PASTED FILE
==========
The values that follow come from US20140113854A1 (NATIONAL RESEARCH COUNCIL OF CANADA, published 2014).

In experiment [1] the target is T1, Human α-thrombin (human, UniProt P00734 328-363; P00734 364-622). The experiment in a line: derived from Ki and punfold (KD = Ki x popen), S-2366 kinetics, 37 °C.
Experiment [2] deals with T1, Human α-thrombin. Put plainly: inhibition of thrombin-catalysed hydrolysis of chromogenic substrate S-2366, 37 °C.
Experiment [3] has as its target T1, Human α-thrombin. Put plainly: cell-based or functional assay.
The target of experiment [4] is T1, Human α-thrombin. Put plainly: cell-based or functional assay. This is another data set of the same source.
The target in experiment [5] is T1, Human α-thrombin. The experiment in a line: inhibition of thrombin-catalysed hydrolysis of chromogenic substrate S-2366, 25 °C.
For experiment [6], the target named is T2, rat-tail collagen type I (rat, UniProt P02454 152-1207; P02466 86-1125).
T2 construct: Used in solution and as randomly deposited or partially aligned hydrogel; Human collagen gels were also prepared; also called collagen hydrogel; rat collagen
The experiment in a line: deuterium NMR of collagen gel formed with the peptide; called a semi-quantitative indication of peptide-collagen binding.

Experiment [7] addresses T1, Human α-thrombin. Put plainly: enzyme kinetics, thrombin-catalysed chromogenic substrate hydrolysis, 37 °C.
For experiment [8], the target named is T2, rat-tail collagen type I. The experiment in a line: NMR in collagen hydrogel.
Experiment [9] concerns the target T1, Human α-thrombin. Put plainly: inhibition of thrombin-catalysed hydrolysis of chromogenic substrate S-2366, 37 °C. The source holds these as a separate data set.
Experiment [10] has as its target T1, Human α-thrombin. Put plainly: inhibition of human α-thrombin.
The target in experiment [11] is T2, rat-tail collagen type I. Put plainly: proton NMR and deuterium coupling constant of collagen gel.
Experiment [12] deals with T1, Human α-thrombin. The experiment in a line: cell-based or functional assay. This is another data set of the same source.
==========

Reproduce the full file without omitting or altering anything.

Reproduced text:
The values that follow come from US20140113854A1 (NATIONAL RESEARCH COUNCIL OF CANADA, published 2014).

In experiment [1] the target is T1, Human α-thrombin (human, UniProt P00734 328-363; P00734 364-622). The experiment in a line: derived from Ki and punfold (KD = Ki x popen), S-2366 kinetics, 37 °C.
Experiment [2] deals with T1, Human α-thrombin. Put plainly: inhibition of thrombin-catalysed hydrolysis of chromogenic substrate S-2366, 37 °C.
Experiment [3] has as its target T1, Human α-thrombin. Put plainly: cell-based or functional assay.
The target of experiment [4] is T1, Human α-thrombin. Put plainly: cell-based or functional assay. This is another data set of the same source.
The target in experiment [5] is T1, Human α-thrombin. The experiment in a line: inhibition of thrombin-catalysed hydrolysis of chromogenic substrate S-2366, 25 °C.
For experiment [6], the target named is T2, rat-tail collagen type I (rat, UniProt P02454 152-1207; P02466 86-1125).
T2 construct: Used in solution and as randomly deposited or partially aligned hydrogel; Human collagen gels were also prepared; also called collagen hydrogel; rat collagen
The experiment in a line: deuterium NMR of collagen gel formed with the peptide; called a semi-quantitative indication of peptide-collagen binding.

Experiment [7] addresses T1, Human α-thrombin. Put plainly: enzyme kinetics, thrombin-catalysed chromogenic substrate hydrolysis, 37 °C.
For experiment [8], the target named is T2, rat-tail collagen type I. The experiment in a line: NMR in collagen hydrogel.
Experiment [9] concerns the target T1, Human α-thrombin. Put plainly: inhibition of thrombin-catalysed hydrolysis of chromogenic substrate S-2366, 37 °C. The source holds these as a separate data set.
Experiment [10] has as its target T1, Human α-thrombin. Put plainly: inhibition of human α-thrombin.
The target in experiment [11] is T2, rat-tail collagen type I. Put plainly: proton NMR and deuterium coupling constant of collagen gel.
Experiment [12] deals with T1, Human α-thrombin. The experiment in a line: cell-based or functional assay. This is another data set of the same source.